• Does your server have multiple IPs configured?
  • Run netstat -pant | grep apache2 to see if apache is listening on port 80 and 443

By the way: If you want users to access your site only via https you need to configure something like this in the http Virtualhost to redirect them to https:

<VirtualHost *:80>
        ServerName my.own.server.tld
        ServerAlias www.my.own.server.tld
        RewriteEngine On
        RewriteCond %{SERVER_PORT} !443
        RewriteRule ^(/(.*))?$ https://%{HTTP_HOST}/$1 [R=301,L]
        RewriteCond %{SERVER_NAME} =www.my.own.server.tld
        RewriteRule ^ https://%{SERVER_NAME}%{REQUEST_URI} [END,QSA,R=permanent]
  • Thank you for your answer. I updated the question with the wanted information. Regarding the question »Is the https virtualhost pointing to the same folder as the http one?«: There is only one virtualhost (https). The paths and permissions seem to be right.
    – Socowi
    Commented Apr 23, 2017 at 22:16
  • Time to dig deeper. Try running openssl s_client -connect my.own.server.tld:443 from your PC (If you got OpenSSL downloaded / installed) to see if the SSL handshake works or gives any clues. Try a portscan from your PC to see if port 443 is reachable (If allowed by your university). Alternatively try with telnet (or putty) to reach port 443. You could also capture the network traffic with Wireshark / Netmon to look for clues.
    – adiuva
    Commented Apr 23, 2017 at 22:29
  • 1
    openssl also times out. A port scan with nmap shows that only port 22 (ssh) and 80 (http) are opened. I try to contact the person in charge and ask if they block port 443.
    – Socowi
    Commented Apr 23, 2017 at 22:43
  • Thanks to your comments I found out, that the hoster blocked port 443. I contacted the hoster and asked him to open port 443. Now everything works.
    – Socowi
    Commented Apr 24, 2017 at 13:02

I got my cert w/ LE via the certonly option. Then modify your apache site definition to be:

<VirtualHost _DEFAULT_:443>
    ServerName example.com
    ServerAlias www.example.com
    ServerAdmin [email protected]
    SSLEngine on
    SSLCertificateFile /etc/letsencrypt/live/example.com/fullchain.pem
    SSLCertificateKeyFile /etc/letsencrypt/live/example.com/privkey.pem
    SetEnvIf User-Agent ".*MSIE.*" nokeepalive ssl-unclean-shutdown
    CustomLog ${APACHE_LOG_DIR}/ssl_request_log "%t %h %{SSL_PROTOCOL}x %{SSL_CIPHER}x \"%r\" %b"
    DocumentRoot /var/www-example.com
    <directory /var/www-example.com>
        Options All
                AllowOverride All
                Require all granted
    ErrorLog ${APACHE_LOG_DIR}/ssl-example.com-error.log
    CustomLog ${APACHE_LOG_DIR}/ssl-example.com-access.log combined

Then enable SSL in apache - a2enmod ssl - and then restart apache2.

The output of apache2ctl -S you show looks like it is correct - if you (re)start apache2 does it show as listening if you look via netstat -l46n ?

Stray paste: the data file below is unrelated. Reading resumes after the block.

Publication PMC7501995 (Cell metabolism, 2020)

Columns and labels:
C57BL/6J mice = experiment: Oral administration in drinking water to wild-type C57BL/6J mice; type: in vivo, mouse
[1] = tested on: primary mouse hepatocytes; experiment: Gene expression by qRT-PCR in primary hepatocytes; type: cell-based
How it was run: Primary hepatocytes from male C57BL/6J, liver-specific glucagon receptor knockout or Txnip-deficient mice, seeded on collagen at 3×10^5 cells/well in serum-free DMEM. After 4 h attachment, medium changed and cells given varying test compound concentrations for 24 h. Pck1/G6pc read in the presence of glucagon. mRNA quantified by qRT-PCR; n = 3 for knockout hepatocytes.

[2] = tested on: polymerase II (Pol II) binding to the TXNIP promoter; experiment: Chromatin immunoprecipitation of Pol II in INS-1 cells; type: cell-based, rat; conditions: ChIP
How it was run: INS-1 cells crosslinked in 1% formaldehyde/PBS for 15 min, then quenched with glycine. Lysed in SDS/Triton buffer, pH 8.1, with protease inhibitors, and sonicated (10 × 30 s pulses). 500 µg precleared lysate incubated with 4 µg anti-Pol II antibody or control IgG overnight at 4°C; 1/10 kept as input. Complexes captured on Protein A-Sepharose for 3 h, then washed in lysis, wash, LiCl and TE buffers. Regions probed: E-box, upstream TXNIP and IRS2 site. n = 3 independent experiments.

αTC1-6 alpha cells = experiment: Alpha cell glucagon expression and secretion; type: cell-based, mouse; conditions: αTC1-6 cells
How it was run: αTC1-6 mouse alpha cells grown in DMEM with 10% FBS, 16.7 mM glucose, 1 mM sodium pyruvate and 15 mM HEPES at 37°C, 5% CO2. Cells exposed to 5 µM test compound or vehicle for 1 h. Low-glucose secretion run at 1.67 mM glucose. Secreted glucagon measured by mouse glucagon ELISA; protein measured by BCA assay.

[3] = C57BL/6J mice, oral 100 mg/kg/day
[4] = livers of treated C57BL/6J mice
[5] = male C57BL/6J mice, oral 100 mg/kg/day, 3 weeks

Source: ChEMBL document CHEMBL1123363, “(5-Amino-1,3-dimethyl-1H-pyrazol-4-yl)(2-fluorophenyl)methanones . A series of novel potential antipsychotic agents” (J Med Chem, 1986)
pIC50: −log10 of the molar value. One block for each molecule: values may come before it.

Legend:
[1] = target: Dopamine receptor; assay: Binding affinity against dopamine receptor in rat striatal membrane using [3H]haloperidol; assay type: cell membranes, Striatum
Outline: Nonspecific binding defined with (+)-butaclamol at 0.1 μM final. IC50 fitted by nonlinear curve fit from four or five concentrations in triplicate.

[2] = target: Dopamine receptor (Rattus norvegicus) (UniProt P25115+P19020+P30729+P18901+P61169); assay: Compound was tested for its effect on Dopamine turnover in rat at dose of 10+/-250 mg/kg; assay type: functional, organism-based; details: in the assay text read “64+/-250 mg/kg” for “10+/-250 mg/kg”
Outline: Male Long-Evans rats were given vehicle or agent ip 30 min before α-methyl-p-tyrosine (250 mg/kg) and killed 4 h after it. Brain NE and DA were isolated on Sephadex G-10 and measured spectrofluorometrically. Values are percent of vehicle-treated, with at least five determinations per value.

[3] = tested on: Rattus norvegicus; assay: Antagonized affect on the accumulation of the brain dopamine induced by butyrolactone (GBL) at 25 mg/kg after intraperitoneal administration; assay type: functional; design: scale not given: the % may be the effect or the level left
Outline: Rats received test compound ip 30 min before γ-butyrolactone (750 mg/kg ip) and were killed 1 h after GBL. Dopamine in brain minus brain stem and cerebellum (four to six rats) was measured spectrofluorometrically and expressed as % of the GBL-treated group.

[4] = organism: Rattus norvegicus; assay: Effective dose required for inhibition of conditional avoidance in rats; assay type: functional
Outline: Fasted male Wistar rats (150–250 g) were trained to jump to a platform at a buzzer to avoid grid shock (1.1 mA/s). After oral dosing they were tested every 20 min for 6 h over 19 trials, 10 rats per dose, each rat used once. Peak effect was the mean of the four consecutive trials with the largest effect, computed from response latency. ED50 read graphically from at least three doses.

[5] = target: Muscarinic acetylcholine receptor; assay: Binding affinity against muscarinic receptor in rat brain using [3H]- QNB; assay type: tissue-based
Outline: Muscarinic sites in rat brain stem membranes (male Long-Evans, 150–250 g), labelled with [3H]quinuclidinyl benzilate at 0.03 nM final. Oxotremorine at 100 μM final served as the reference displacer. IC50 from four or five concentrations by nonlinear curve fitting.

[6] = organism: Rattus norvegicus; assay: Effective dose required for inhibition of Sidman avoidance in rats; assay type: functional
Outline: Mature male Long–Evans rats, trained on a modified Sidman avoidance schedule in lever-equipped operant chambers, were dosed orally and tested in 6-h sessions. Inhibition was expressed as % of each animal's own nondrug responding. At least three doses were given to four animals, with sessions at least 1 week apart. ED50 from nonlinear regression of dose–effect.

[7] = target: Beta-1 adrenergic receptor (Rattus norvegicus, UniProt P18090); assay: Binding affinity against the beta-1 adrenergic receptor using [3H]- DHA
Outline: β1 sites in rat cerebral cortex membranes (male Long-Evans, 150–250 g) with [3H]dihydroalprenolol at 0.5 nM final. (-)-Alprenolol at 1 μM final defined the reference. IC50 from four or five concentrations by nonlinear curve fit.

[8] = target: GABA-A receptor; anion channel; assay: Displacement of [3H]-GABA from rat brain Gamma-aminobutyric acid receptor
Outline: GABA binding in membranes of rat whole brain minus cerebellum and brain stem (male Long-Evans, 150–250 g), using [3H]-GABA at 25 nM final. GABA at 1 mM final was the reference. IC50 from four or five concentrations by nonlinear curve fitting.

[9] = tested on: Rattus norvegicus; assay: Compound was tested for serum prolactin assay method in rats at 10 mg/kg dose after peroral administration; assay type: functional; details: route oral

• Thank you for the answer. I copied your config, adapted the paths and domains, enabled mod_ssl (which was already enabled) and restartet the server. Sadly nothing did change. service apache2 restart does not print anything – it just restarts the server.
    – Socowi
    Commented Apr 23, 2017 at 22:24
  • What is output of netstat -l46n ? Do you see 443 listed?
    – ivanivan
    Commented Apr 23, 2017 at 22:46
  • The question was edited to include the output of netstat -l46n (So far I thought netstat -pant | grep apache2 already gave the required information). Port 443 is listed.
    – Socowi
    Commented Apr 24, 2017 at 6:42
SSLCertificateFile /etc/letsencrypt/live/my.own.server.tld/fullchain.pem
SSLCertificateKeyFile /etc/letsencrypt/live/my.own.server.tld/privkey.pem

The pem file is just a container file and is not a certificate in itself. You will need a CRT file.

  • Thank you for your answer. Are you sure that I have to use a CRT file? It seemed like ivanivan had no problems using the PEM files on his server; lets-enrypts's auto-generated config worked for me on another server; and the official manual says to use the PEM files. Which files should I convert to CRT, fullchain and privkey or just one of them?
    – Socowi
    Commented Apr 24, 2017 at 11:49
  • Thats the way I have used SSL with apache. I usually generate a CSR (Certificate Signing Request) then generate the CRT (Certificate). Never used a PEM file or KEY file to establish SSL. Commented Apr 24, 2017 at 11:56
  • Convert the fullchain.pem that is likely to contain the chain of certificates from the ROOT Certificate. Commented Apr 24, 2017 at 11:59
  • I checked the Apache documentation. Your configuration seems right. Just wondering if you are using a version of apache that supports those directives. You should be on Apache 2.4.8 Commented Apr 24, 2017 at 12:57
  • I'm using the Ubuntu version of Apache 2.4.18, as stated in the question. The problem is now resolved. Thank you for your inputs.
    – Socowi
    Commented Apr 24, 2017 at 13:04